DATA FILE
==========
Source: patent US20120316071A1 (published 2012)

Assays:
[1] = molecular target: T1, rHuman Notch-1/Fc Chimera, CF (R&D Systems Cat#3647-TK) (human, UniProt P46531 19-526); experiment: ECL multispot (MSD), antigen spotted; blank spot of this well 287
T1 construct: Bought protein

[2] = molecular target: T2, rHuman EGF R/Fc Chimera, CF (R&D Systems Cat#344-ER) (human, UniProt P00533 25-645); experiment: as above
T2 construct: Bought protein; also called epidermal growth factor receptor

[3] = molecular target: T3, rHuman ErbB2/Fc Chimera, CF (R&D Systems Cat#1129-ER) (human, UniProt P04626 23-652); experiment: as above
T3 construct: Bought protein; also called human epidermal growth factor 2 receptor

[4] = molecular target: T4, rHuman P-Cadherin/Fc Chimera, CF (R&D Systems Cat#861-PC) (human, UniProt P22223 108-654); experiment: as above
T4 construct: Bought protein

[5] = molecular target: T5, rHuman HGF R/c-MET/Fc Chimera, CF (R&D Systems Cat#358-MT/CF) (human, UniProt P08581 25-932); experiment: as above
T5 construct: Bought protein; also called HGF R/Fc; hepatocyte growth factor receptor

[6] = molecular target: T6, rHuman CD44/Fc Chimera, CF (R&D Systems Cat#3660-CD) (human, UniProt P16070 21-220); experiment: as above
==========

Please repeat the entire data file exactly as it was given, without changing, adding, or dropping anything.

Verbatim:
Source: patent US20120316071A1 (published 2012)

Assays:
[1] = molecular target: T1, rHuman Notch-1/Fc Chimera, CF (R&D Systems Cat#3647-TK) (human, UniProt P46531 19-526); experiment: ECL multispot (MSD), antigen spotted; blank spot of this well 287
T1 construct: Bought protein

[2] = molecular target: T2, rHuman EGF R/Fc Chimera, CF (R&D Systems Cat#344-ER) (human, UniProt P00533 25-645); experiment: as above
T2 construct: Bought protein; also called epidermal growth factor receptor

[3] = molecular target: T3, rHuman ErbB2/Fc Chimera, CF (R&D Systems Cat#1129-ER) (human, UniProt P04626 23-652); experiment: as above
T3 construct: Bought protein; also called human epidermal growth factor 2 receptor

[4] = molecular target: T4, rHuman P-Cadherin/Fc Chimera, CF (R&D Systems Cat#861-PC) (human, UniProt P22223 108-654); experiment: as above
T4 construct: Bought protein

[5] = molecular target: T5, rHuman HGF R/c-MET/Fc Chimera, CF (R&D Systems Cat#358-MT/CF) (human, UniProt P08581 25-932); experiment: as above
T5 construct: Bought protein; also called HGF R/Fc; hepatocyte growth factor receptor

[6] = molecular target: T6, rHuman CD44/Fc Chimera, CF (R&D Systems Cat#3660-CD) (human, UniProt P16070 21-220); experiment: as above